The hallway is an important focal point of your home, but, understandably, it is often overlooked when thinking about interior design because you tend to concentrate on individual rooms. But your hallway is the entrance to your home, the first thing people see and an important factor in formulating an impression of your home, so ideally you want it to be warm and welcoming. Furthermore, the hallway plays an important role in linking rooms together and creating a natural flow between individual rooms.
So your hallway merits as much consideration as any specific room, and likewise, skirting boards are another feature which can be underestimated in terms of their impact. Put the two together and skirting boards in a hallway could hold the key to the success of your entire interior design scheme, and you may not even realise it. Skirting boards are not just a practical mechanism for covering up joints or cracks or for stopping drafts, they are a design feature in their own right.
In this article, we are looking at a number of considerations you may want to make when thinking about skirting boards in your hallway.
If you have a contemporary home then you will most likely be keen on the minimalist design ideas incorporated in contemporary skirting boards, and so you will want slimline skirting boards with very little detail. It is also likely that you will have lower ceilings and hence will want shorter skirting boards to ensure the wall space and perspective is maximised and you are not shrinking the room.
With a period home it is important that you match your skirting boards with period detail seen elsewhere in adjoining features, so this could be architrave, period doors, picture rails or ceiling mouldings. Design periods such as Georgian, Victorian and Edwardian all had distinct styles, and it is easy to spot when period features are mis-matched. Also, a period home is more likely to have a high ceiling, and hence you can match this with a higher skirting board.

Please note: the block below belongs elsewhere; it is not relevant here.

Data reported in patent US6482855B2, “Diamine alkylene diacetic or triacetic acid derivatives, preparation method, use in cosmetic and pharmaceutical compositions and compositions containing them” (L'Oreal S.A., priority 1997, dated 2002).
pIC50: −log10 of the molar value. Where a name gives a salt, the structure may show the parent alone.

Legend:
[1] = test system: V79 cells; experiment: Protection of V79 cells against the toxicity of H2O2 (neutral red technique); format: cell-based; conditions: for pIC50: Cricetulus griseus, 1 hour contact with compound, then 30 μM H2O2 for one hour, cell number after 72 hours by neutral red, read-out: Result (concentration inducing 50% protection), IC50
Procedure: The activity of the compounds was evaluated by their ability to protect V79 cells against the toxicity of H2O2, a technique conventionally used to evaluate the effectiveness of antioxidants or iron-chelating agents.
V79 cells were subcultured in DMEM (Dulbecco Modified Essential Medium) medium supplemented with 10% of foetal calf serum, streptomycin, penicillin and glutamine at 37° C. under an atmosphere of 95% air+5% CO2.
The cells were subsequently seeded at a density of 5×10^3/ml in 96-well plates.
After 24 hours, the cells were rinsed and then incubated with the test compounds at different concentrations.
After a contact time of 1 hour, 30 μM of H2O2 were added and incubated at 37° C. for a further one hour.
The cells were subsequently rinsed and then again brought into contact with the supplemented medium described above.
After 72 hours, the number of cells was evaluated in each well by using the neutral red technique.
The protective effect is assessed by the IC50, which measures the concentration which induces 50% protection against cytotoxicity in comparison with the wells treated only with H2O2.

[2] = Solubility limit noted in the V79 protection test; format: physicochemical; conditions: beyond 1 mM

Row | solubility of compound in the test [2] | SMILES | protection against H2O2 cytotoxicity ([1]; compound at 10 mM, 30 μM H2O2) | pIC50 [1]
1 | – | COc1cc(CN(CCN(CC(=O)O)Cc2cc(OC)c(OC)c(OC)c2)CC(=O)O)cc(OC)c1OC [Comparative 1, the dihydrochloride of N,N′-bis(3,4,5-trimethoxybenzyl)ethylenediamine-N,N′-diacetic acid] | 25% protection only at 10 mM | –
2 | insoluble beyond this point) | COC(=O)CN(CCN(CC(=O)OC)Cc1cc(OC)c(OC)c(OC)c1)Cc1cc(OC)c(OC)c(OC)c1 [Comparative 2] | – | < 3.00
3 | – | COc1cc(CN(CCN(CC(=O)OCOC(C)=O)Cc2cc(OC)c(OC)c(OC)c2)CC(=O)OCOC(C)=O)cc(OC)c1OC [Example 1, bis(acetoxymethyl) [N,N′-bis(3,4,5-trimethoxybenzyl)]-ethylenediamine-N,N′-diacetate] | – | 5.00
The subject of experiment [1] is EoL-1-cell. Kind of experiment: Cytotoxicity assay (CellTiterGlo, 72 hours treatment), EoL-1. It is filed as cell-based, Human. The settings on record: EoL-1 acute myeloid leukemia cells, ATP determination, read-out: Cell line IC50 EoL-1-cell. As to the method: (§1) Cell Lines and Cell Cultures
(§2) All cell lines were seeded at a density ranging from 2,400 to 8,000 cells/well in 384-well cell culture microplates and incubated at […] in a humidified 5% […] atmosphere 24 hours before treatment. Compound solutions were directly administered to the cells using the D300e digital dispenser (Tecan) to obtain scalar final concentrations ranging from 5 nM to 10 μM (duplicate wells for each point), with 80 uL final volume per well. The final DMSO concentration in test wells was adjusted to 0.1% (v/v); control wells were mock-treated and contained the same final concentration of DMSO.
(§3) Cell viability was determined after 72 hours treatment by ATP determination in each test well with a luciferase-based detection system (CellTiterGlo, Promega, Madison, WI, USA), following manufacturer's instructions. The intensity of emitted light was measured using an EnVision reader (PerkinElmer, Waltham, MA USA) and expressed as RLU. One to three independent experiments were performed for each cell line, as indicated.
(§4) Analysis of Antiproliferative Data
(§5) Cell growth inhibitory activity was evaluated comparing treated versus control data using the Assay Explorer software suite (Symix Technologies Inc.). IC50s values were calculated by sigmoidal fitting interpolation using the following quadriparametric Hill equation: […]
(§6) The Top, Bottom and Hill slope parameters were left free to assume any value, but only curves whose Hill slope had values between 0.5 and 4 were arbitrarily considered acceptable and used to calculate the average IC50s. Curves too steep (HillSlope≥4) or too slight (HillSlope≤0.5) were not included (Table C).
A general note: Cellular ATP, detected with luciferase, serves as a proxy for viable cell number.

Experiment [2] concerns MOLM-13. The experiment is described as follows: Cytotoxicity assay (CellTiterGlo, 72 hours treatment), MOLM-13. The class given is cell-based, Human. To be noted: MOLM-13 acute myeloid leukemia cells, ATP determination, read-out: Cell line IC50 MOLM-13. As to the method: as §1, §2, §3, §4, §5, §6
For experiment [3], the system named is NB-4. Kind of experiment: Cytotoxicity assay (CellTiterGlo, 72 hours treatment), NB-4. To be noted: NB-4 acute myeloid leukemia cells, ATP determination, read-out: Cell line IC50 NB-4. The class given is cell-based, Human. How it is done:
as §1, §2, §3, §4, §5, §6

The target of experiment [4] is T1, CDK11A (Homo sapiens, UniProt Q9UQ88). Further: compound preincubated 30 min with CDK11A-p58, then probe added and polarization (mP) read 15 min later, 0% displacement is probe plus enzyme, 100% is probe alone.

It is important that there is balance in a hallway, as the entrance to your home needs to be easy-on-the-eye. We have talked about balancing skirting board height with ceiling height, but this also needs to consider how sparse or cluttered you want the hallway to be. If your hallway has lots of pictures or a dado rail, for example, then you don’t want too much detail in the profile of your skirting board. This leads to the overall impression being fussy and cluttered. Equally, if the walls are bare and featureless, you may not want a totally plain skirting board, you have some scope to introduce a little detail; some grooves and some curves. It is all about striking a balance and ensuring the eye is drawn to the right thing. Another way to create balance in a narrow hallway is to have your skirting boards and walls the same colour. This helps to create the impression of more space.
There are lots of ways you can finish your skirting boards to make the most of them, but it depends on what your colour or design theme is. If you want a subtle scheme then you can keep skirting boards inconspicuous with plain colours or very delicate changes in shade compared to the walls. If you want a bold scheme then you can create a contrast between your skirtings and your walls. Your skirting colour can also match your doors or staircase too. Having a contrast with your walls in a hallway with tall ceilings also draws attention to the verticals, and will exaggerate this space, which can have a dramatic effect, if that is what you want. If you are wanting a more rustic interior design you could opt for leaving wooden skirting boards natural, and just staining or varnishing them. This could match your wooden floor, for example, to create a pleasing, unspoilt look for your hallway. Lighter colours on a skirting board will also brighten up a gloomy hallway or a narrow hallway with not much natural light.
Natural woods are always a better alternative to MDF for skirting boards, because they are tougher, more robust and longer-lasting, and they are more adaptable in terms of a finish. Hard and softwoods are also better for skirting boards in hallways because of a hallway’s proximity to the outside and hence, you are more likely to attract damp and moisture. Natural woods such as Sapele, Tulipwood, Oak and Pine can deal with moisture much better than MDF.
Contact Period Mouldings for advice on your hallway skirting boards
At Period Mouldings we have experts in interior design and we can advise on the best use of our range of replacement skirting boards to finish the look of your home. We can help with choosing the best wood type to use, and the best period features, and you can benefit from high quality interior mouldings hand-made using traditional techniques and locally-sourced materials, so contact our sales team today.